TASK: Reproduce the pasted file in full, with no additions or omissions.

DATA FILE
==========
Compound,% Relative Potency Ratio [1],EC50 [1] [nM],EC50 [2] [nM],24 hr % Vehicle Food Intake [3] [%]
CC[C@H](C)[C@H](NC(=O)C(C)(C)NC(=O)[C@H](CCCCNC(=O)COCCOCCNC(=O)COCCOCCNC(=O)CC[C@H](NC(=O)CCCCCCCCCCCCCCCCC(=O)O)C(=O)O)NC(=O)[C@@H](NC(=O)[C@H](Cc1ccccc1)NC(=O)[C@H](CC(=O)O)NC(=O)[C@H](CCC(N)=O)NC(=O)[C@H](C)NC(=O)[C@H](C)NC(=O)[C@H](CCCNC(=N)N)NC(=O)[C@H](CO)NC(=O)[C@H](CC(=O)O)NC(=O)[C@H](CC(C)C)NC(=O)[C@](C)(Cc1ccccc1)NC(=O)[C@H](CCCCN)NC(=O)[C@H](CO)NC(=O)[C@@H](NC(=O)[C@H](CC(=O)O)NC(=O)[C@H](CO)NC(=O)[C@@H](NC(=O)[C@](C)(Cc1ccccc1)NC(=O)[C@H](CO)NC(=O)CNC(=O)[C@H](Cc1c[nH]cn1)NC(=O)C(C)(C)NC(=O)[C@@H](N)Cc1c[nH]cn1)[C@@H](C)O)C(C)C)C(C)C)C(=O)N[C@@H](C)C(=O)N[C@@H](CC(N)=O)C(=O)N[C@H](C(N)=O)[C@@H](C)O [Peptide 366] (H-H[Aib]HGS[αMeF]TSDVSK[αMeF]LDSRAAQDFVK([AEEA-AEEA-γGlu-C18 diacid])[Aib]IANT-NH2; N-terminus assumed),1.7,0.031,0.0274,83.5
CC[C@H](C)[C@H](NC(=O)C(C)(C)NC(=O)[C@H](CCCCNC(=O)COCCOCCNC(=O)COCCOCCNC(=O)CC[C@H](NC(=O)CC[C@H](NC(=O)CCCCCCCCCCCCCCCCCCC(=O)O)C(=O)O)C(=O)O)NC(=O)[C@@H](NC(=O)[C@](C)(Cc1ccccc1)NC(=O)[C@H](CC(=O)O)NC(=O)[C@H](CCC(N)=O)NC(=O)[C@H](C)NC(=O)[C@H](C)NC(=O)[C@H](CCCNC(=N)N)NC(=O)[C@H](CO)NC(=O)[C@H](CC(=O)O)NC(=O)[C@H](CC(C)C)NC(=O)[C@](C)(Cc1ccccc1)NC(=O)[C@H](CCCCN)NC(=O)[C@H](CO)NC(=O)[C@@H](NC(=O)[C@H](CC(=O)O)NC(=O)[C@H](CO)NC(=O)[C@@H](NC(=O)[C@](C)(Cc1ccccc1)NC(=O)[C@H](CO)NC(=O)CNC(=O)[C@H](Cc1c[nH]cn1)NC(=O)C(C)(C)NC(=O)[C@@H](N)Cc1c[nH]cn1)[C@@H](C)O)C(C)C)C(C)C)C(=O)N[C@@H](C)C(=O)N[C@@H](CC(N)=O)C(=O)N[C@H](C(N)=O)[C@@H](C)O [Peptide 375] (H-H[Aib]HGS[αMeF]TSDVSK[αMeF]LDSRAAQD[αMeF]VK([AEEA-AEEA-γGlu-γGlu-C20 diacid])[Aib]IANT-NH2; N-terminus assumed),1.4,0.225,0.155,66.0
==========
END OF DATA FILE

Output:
Compound,% Relative Potency Ratio [1],EC50 [1] [nM],EC50 [2] [nM],24 hr % Vehicle Food Intake [3] [%]
CC[C@H](C)[C@H](NC(=O)C(C)(C)NC(=O)[C@H](CCCCNC(=O)COCCOCCNC(=O)COCCOCCNC(=O)CC[C@H](NC(=O)CCCCCCCCCCCCCCCCC(=O)O)C(=O)O)NC(=O)[C@@H](NC(=O)[C@H](Cc1ccccc1)NC(=O)[C@H](CC(=O)O)NC(=O)[C@H](CCC(N)=O)NC(=O)[C@H](C)NC(=O)[C@H](C)NC(=O)[C@H](CCCNC(=N)N)NC(=O)[C@H](CO)NC(=O)[C@H](CC(=O)O)NC(=O)[C@H](CC(C)C)NC(=O)[C@](C)(Cc1ccccc1)NC(=O)[C@H](CCCCN)NC(=O)[C@H](CO)NC(=O)[C@@H](NC(=O)[C@H](CC(=O)O)NC(=O)[C@H](CO)NC(=O)[C@@H](NC(=O)[C@](C)(Cc1ccccc1)NC(=O)[C@H](CO)NC(=O)CNC(=O)[C@H](Cc1c[nH]cn1)NC(=O)C(C)(C)NC(=O)[C@@H](N)Cc1c[nH]cn1)[C@@H](C)O)C(C)C)C(C)C)C(=O)N[C@@H](C)C(=O)N[C@@H](CC(N)=O)C(=O)N[C@H](C(N)=O)[C@@H](C)O [Peptide 366] (H-H[Aib]HGS[αMeF]TSDVSK[αMeF]LDSRAAQDFVK([AEEA-AEEA-γGlu-C18 diacid])[Aib]IANT-NH2; N-terminus assumed),1.7,0.031,0.0274,83.5
CC[C@H](C)[C@H](NC(=O)C(C)(C)NC(=O)[C@H](CCCCNC(=O)COCCOCCNC(=O)COCCOCCNC(=O)CC[C@H](NC(=O)CC[C@H](NC(=O)CCCCCCCCCCCCCCCCCCC(=O)O)C(=O)O)C(=O)O)NC(=O)[C@@H](NC(=O)[C@](C)(Cc1ccccc1)NC(=O)[C@H](CC(=O)O)NC(=O)[C@H](CCC(N)=O)NC(=O)[C@H](C)NC(=O)[C@H](C)NC(=O)[C@H](CCCNC(=N)N)NC(=O)[C@H](CO)NC(=O)[C@H](CC(=O)O)NC(=O)[C@H](CC(C)C)NC(=O)[C@](C)(Cc1ccccc1)NC(=O)[C@H](CCCCN)NC(=O)[C@H](CO)NC(=O)[C@@H](NC(=O)[C@H](CC(=O)O)NC(=O)[C@H](CO)NC(=O)[C@@H](NC(=O)[C@](C)(Cc1ccccc1)NC(=O)[C@H](CO)NC(=O)CNC(=O)[C@H](Cc1c[nH]cn1)NC(=O)C(C)(C)NC(=O)[C@@H](N)Cc1c[nH]cn1)[C@@H](C)O)C(C)C)C(C)C)C(=O)N[C@@H](C)C(=O)N[C@@H](CC(N)=O)C(=O)N[C@H](C(N)=O)[C@@H](C)O [Peptide 375] (H-H[Aib]HGS[αMeF]TSDVSK[αMeF]LDSRAAQD[αMeF]VK([AEEA-AEEA-γGlu-γGlu-C20 diacid])[Aib]IANT-NH2; N-terminus assumed),1.4,0.225,0.155,66.0